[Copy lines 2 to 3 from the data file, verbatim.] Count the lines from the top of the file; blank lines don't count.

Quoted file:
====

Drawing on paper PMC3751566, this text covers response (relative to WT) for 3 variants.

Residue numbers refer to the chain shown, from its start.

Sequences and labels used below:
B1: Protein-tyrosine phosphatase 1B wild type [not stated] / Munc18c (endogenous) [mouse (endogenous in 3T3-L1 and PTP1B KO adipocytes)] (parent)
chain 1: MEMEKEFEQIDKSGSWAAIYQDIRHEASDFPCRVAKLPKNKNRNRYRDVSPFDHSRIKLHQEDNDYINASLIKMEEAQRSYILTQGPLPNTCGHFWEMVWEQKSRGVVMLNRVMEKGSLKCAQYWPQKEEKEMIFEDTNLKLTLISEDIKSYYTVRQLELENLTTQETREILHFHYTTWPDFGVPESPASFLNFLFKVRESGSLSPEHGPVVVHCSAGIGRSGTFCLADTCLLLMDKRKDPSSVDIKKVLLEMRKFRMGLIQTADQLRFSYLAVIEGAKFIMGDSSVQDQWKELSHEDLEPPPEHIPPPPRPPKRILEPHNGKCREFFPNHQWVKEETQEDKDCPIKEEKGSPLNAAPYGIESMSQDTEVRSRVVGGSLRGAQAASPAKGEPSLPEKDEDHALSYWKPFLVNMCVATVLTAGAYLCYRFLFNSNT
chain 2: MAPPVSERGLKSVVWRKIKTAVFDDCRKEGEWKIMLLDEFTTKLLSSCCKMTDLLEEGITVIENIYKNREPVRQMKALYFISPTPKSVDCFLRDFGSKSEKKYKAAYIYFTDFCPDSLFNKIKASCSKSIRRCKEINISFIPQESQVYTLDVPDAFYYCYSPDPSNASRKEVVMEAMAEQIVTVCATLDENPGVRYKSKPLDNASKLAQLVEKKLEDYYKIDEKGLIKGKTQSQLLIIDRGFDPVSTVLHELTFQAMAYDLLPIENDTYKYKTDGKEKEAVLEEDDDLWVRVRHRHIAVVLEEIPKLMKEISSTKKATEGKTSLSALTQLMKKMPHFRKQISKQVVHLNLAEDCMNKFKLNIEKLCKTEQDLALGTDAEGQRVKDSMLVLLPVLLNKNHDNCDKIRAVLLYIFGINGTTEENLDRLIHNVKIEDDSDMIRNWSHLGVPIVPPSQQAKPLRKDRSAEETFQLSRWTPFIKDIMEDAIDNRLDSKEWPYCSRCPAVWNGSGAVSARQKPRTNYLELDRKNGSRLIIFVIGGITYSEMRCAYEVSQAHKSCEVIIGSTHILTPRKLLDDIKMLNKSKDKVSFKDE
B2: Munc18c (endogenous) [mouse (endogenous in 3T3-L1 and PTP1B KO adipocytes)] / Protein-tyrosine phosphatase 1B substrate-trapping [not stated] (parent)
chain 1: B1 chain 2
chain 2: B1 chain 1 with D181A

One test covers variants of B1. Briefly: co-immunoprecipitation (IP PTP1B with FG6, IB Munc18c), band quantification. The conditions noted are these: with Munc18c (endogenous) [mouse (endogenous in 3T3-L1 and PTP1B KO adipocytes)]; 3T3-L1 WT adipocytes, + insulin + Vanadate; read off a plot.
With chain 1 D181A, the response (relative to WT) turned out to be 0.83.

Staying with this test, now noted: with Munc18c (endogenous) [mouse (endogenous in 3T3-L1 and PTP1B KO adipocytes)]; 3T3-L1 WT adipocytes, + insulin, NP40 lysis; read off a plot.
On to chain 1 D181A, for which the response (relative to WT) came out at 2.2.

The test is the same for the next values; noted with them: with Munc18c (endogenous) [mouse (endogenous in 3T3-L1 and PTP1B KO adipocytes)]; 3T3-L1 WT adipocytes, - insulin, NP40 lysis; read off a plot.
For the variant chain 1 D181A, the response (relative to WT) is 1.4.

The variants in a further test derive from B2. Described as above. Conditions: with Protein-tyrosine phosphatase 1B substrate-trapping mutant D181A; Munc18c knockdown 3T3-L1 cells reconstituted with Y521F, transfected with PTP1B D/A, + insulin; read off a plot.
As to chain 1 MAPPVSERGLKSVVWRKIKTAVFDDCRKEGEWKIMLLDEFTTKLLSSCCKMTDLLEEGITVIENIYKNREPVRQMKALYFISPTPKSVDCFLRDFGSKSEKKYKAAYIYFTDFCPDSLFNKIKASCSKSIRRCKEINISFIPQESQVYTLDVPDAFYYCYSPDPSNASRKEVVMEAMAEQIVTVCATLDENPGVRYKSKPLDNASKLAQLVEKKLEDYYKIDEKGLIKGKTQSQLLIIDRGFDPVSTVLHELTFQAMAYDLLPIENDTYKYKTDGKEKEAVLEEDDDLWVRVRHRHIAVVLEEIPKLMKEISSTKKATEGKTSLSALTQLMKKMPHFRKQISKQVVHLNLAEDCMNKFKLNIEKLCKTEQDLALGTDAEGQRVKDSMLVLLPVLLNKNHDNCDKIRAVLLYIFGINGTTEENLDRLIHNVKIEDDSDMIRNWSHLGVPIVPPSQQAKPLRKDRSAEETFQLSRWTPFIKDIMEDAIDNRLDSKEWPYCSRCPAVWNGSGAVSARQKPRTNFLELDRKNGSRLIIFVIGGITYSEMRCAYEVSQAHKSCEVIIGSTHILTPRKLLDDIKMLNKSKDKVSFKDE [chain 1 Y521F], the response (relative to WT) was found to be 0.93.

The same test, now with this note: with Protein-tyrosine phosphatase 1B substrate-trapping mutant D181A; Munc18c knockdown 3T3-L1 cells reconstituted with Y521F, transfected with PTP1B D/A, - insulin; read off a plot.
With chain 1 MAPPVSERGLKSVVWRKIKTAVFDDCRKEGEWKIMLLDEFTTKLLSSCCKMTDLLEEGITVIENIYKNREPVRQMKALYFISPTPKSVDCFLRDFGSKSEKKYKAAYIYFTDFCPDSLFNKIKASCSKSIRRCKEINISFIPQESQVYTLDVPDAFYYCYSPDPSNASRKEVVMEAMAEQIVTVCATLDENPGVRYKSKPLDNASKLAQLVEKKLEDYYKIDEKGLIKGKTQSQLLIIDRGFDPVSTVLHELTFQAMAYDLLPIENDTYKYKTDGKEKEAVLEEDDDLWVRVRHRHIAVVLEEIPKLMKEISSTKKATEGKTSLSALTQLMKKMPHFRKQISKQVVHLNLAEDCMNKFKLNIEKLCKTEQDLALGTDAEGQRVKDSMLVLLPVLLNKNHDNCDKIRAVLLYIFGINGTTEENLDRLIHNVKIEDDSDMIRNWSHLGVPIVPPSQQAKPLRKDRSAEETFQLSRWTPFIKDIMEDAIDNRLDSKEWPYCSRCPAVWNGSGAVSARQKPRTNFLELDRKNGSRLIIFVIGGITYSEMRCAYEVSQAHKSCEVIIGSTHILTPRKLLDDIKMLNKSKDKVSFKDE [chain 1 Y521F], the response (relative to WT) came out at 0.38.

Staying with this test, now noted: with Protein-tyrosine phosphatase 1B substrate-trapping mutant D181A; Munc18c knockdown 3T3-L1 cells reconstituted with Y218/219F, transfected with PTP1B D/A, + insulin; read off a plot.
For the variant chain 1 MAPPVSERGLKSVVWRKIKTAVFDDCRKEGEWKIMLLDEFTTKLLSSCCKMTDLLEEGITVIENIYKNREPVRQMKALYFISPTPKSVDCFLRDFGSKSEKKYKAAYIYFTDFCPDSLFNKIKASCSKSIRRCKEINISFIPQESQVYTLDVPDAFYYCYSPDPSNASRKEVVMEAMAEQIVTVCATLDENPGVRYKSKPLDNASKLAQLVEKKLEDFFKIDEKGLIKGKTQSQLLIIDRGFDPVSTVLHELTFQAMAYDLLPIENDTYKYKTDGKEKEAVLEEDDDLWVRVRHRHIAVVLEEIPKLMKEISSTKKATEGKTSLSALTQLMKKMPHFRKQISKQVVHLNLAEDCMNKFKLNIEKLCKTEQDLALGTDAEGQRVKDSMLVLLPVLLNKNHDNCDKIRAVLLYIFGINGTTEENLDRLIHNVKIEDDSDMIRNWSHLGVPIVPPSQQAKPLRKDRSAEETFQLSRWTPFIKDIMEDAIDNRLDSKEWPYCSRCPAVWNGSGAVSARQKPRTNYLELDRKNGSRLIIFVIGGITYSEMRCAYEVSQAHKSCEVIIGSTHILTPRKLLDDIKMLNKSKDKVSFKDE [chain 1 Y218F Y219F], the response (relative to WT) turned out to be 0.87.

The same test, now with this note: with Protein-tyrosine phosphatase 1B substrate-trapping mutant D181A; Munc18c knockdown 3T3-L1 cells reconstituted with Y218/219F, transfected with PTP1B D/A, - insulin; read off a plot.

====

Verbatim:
Residue numbers refer to the chain shown, from its start.

Sequences and labels used below: